Tue. Oct 3rd, 2023
SpaceX Urges FCC to Implement New Rules for Satellite Application Processing

SpaceX has requested the Federal Communications Commission (FCC) to implement new rules for processing satellite applications in order to expedite the development of its Starlink project. The company argues that small changes to the mass, size, and physical characteristics of satellites should not require formal applications, as they often reduce collision risk and bring benefits to consumers. SpaceX intends to upgrade its first-generation Starlink satellite constellation with improved hardware, and it believes that allowing operators to make improvements without formal modifications would strengthen space sustainability and enable rapid issue resolution.

The FCC is scheduled to vote on new rules for satellite application processing on September 21, and SpaceX supports the current proposal while advocating for further streamlining. The company suggests enforcing definitive deadlines, or “shot clocks,” for reviewing and taking action on satellite applications to prevent regulatory delays. SpaceX points out that the current backlog in satellite application processing has caused uncertainty for both large and small satellite operators, resulting in slower deployments of next-generation satellite systems, reduced innovation, and diminished competition.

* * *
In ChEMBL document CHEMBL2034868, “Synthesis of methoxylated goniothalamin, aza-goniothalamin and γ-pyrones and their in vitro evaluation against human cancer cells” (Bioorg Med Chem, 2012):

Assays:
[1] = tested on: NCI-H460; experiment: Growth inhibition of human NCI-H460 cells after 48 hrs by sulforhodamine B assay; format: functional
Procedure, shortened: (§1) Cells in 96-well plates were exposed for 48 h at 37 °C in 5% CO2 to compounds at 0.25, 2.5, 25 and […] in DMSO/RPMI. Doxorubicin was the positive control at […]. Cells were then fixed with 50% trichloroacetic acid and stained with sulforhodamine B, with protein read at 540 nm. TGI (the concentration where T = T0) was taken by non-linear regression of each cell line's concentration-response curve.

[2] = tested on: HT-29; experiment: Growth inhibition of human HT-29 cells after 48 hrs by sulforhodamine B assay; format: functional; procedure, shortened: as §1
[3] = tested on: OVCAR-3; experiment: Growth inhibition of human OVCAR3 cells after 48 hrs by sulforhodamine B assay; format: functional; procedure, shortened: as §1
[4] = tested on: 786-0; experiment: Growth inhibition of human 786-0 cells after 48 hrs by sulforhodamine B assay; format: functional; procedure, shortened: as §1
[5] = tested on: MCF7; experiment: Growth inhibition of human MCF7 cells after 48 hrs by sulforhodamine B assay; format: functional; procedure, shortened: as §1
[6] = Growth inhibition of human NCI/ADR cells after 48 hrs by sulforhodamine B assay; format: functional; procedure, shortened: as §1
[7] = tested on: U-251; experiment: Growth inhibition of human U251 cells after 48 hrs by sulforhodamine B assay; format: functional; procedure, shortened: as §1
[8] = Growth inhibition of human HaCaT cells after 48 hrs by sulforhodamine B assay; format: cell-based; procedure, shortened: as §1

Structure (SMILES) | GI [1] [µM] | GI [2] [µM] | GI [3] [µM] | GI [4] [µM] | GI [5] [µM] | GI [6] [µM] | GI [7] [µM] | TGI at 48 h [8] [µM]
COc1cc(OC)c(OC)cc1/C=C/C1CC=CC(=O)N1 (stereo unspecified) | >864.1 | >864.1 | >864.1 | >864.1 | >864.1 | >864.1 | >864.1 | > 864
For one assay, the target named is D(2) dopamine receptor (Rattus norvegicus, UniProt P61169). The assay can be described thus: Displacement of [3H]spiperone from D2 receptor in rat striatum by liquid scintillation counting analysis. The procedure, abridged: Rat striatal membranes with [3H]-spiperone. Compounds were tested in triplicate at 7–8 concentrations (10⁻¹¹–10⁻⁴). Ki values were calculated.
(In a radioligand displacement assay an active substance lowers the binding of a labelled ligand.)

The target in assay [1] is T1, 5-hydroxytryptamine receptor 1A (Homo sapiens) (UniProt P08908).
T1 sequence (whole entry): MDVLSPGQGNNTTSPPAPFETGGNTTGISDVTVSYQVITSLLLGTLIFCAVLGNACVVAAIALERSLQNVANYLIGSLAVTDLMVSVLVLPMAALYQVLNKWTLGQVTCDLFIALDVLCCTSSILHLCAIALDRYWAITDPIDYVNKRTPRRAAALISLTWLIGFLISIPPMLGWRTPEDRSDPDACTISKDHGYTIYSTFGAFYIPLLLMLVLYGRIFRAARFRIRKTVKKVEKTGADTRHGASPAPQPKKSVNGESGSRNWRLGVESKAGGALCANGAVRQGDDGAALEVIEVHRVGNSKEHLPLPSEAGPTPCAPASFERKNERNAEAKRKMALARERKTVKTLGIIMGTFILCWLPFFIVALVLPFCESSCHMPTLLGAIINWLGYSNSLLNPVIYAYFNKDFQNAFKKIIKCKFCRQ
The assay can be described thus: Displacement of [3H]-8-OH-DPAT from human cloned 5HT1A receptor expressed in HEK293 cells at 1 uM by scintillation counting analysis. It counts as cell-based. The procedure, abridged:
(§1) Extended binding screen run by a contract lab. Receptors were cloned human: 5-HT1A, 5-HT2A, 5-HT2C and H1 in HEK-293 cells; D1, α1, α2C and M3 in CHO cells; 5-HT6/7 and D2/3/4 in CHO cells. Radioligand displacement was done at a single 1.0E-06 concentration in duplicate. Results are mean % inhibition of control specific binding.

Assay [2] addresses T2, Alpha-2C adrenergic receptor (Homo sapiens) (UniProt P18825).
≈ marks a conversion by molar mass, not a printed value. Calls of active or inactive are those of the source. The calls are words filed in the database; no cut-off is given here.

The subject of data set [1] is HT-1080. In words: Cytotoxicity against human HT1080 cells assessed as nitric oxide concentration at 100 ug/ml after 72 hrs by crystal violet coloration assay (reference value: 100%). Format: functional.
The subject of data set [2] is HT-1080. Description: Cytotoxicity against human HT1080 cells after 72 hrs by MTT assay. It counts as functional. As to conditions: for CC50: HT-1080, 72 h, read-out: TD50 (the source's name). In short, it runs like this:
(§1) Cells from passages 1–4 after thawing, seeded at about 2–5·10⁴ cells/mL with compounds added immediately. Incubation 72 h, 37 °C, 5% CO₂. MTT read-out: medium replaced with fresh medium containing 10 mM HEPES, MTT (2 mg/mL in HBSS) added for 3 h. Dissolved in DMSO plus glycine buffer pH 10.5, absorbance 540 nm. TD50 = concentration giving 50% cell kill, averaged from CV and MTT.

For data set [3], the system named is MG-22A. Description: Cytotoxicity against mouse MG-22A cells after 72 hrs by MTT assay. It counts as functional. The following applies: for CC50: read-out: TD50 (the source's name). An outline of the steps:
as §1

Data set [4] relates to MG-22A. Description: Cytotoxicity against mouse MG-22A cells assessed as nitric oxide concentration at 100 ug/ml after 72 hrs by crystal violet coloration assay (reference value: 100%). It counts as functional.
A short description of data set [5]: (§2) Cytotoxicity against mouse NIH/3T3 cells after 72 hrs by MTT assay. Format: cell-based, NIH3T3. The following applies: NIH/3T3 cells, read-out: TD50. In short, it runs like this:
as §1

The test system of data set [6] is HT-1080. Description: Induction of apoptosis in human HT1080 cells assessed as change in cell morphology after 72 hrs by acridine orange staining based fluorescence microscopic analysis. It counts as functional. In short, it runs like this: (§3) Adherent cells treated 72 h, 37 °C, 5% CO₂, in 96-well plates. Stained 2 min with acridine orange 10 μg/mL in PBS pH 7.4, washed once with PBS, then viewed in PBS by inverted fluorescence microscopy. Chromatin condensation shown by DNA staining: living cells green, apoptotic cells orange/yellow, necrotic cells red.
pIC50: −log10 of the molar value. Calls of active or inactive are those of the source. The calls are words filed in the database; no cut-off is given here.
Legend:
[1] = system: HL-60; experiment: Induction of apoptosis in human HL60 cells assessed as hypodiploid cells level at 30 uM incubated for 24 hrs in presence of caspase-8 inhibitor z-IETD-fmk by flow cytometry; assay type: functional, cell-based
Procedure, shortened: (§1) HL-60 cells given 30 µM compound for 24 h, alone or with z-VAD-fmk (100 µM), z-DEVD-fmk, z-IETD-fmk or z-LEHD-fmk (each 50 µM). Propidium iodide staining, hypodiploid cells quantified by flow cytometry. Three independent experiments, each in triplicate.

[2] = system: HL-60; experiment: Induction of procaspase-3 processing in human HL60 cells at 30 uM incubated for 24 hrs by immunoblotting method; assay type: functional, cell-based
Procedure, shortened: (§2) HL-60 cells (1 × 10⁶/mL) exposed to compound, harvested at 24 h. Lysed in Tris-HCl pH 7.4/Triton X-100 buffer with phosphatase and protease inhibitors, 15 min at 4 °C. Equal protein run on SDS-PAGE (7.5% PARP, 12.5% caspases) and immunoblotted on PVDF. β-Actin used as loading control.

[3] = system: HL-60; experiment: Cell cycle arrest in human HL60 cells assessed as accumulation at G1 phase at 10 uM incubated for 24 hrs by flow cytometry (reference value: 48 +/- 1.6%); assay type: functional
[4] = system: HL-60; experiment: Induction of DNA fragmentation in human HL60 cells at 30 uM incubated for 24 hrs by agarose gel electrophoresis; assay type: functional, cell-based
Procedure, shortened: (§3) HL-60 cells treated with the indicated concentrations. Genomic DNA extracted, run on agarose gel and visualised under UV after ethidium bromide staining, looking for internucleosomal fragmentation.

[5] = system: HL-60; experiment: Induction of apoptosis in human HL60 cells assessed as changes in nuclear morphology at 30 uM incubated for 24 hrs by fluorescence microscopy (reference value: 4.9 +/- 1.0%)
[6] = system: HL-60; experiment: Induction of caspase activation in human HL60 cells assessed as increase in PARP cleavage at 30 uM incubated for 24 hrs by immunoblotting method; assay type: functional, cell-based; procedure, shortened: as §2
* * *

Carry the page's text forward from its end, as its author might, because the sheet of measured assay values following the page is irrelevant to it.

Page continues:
The FCC has acknowledged the backlog of satellite applications, with more than 56,000 pending applications—a figure that has doubled in the past four years. In response, the FCC established a new Space Bureau in April to handle the increased volume of applications. In addition to the upcoming vote on new rules, the commission plans to consider further streamlining measures for satellite applications in the future.

Overall, SpaceX is requesting regulatory changes that will enable faster processing of satellite applications and facilitate the advancement of the Starlink project. The company believes that implementing these changes will have significant benefits for consumers and enhance American space leadership.